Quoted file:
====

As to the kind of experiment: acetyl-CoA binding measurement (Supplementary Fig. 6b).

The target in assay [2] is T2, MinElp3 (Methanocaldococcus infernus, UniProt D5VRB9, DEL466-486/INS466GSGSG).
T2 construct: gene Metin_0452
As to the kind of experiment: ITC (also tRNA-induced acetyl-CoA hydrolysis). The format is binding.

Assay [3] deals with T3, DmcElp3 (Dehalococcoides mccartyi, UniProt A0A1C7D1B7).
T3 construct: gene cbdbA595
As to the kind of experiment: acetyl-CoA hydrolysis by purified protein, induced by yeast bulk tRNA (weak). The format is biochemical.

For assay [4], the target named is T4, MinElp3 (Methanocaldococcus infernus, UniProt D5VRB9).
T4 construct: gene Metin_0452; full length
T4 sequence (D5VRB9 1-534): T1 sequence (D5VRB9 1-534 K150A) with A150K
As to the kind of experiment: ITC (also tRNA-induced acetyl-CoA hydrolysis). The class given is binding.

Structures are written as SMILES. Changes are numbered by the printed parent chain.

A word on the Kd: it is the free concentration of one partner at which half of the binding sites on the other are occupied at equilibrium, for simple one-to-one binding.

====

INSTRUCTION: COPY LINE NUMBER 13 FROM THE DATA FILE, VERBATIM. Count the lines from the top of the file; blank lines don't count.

A word on the Kd: it is the free concentration of one partner at which half of the binding sites on the other are occupied at equilibrium, for simple one-to-one binding.